Horror Flick of the Week: The Ghost and Mr. Chicken

I think it’s fair to say any person with even the smallest sense of humor knows Don Knotts was brilliantly funny. Anyone who says otherwise is a dirty, filthy liar. In fact, he was so funny, he took a character on the Andy Griffith show who was supposed to be a minor role…and transformed it into a supporting one, because Don Knotts was just that good. But the best part about Don Knotts? Unlike Jerry Lewis, sitting through a marathon with Don Knotts won’t leave you with a headache.


ghost mr chicken


Anyway, before I start preaching the Gospel of Knotts, let’s talk about this Halloween classic. Actually, it’s a classic in general, but for the sake of October I’m going to go ahead and add Halloween to it. You’ve got your basic Don Knotts storyline, with an awkward coward being thrust into a series of predicaments, and somehow bungling through the whole adventure.

Luther works for the press…type setting, and he’s just driven by a drunk who collapsed by the side of the road after receiving a rather nasty knock on the head by a mysterious block of wood. Right when Luther thinks he’s got a scoop for a sinister murder, he rushes to the police station to tell his story. Right in the middle of it-…the guy walks into the room. Poor Luther never hears the end of it the following morning at the boarding house he lives in. I suppose it doesn’t help that one of the people living there is Luther’s rival in love and work…Ollie Weaver.




But I think we all know the real villain here wasn’t a killer, but a dirty egg thief. This old guy at the table steals that woman’s egg, and nobody even notices! Criminal mastermind, no doubt.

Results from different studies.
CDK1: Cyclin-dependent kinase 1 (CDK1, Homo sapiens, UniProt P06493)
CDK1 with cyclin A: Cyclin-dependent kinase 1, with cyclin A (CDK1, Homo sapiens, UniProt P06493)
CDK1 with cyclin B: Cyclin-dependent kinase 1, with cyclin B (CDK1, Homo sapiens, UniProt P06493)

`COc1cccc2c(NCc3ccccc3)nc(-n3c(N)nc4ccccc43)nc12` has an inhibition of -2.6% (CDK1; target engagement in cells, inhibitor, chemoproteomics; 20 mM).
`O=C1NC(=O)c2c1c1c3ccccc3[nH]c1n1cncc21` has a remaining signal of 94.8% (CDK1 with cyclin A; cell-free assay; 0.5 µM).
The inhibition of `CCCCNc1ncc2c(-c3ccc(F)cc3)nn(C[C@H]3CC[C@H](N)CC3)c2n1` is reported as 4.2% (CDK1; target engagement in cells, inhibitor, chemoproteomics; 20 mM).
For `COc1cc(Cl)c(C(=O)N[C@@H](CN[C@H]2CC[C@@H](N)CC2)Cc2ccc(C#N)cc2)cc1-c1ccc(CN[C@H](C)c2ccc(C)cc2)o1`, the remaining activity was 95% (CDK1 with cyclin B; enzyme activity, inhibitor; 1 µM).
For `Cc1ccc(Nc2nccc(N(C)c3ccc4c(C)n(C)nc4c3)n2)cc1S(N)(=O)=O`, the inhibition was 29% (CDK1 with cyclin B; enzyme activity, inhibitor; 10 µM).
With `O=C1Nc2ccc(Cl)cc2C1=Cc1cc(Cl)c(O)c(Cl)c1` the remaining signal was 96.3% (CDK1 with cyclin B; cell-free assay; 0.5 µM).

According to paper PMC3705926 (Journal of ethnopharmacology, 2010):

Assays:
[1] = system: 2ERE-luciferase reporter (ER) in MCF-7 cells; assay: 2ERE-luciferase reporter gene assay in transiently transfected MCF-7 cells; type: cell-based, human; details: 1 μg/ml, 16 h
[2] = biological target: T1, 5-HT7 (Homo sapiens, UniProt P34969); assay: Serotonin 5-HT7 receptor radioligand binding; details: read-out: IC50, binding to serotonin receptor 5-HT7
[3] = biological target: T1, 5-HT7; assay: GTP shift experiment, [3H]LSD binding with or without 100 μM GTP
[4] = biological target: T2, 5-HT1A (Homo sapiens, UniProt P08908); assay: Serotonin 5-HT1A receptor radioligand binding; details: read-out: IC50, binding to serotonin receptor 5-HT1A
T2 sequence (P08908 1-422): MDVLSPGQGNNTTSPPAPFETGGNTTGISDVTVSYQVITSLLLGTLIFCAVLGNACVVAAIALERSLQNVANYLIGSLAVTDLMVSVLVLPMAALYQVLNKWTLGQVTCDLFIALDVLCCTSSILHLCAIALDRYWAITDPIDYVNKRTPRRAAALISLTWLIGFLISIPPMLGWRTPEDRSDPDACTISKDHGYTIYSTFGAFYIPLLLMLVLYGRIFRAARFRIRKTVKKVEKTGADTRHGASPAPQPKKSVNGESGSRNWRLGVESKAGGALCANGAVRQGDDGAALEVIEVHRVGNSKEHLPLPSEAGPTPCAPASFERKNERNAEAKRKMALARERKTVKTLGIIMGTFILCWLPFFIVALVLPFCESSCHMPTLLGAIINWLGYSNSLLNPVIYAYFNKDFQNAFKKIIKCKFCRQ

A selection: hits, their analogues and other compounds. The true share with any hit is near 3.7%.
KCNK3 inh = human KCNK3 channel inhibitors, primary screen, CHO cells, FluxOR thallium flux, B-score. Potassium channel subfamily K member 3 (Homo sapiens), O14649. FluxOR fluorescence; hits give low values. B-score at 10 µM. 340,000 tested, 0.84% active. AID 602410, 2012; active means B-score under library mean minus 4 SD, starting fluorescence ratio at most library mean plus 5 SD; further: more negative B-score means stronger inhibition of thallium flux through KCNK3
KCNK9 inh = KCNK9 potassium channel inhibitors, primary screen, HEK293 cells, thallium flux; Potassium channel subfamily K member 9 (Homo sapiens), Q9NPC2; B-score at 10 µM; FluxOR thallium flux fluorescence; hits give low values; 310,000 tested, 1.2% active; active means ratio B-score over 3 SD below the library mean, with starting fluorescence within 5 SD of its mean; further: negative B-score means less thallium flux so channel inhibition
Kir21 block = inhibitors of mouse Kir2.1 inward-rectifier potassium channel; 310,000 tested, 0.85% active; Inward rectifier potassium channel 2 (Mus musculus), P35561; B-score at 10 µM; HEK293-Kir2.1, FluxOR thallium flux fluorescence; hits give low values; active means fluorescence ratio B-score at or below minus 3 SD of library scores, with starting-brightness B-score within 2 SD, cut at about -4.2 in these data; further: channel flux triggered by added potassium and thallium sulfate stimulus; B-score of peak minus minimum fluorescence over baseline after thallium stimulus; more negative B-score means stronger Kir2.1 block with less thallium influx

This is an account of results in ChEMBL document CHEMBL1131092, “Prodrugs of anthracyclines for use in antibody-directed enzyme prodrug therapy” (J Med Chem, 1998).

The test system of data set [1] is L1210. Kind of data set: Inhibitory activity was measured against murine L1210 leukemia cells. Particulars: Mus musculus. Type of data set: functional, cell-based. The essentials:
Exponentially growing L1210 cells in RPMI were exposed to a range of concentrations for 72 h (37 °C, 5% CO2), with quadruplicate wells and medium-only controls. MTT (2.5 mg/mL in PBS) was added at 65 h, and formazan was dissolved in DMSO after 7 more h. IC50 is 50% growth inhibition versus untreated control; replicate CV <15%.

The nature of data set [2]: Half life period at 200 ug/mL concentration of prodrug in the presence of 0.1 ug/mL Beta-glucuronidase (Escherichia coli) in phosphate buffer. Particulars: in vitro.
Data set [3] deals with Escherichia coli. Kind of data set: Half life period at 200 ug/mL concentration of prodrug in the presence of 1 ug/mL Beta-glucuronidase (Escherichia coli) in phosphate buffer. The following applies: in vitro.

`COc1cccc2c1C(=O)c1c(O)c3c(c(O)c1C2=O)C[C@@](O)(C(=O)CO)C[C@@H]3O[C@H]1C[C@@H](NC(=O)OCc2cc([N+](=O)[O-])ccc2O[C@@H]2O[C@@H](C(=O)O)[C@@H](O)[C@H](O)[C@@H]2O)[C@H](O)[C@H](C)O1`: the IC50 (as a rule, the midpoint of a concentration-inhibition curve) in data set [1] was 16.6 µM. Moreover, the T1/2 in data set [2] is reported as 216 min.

There’s a big deal about to happen, Nicholas Simmons is going to buy his uncle’s house. Why’s that a big deal? Because his uncle murdered his wife and then killed himself 20 years ago. Apparently the house is haunted, and people hear the organ playing all by itself late at night. The anniversary of the murder is coming up, too, and who better to write about it than Mr. Chicken himself? By Mr. Chicken, I’m of course referring to Luther…




Clear sign of a haunted house: abandoned for several years, no damage to paint or wallpaper, no foundation problems, perfect condition, crap-load of cobwebs. Ghosts appreciate solid craftsmanship and so do spiders. Luther is in for one wild night…and I’d expect nothing less from Don Knotts.




 But this is just the beginning, pretty soon a sensational article comes out of this experience…and the whole town is stirred up. The least of which is a group of old melodramatic biddies. The worst? Nicholas Simmons.





Much of this movie plays out like an older Scooby-Doo episode, sans a gang of meddling kids and repetitive running sequences. This is the sort of film I’ll pull out to show my younger cousins, if I feel they’re not ready for Vincent Price or Robert Englund just yet.



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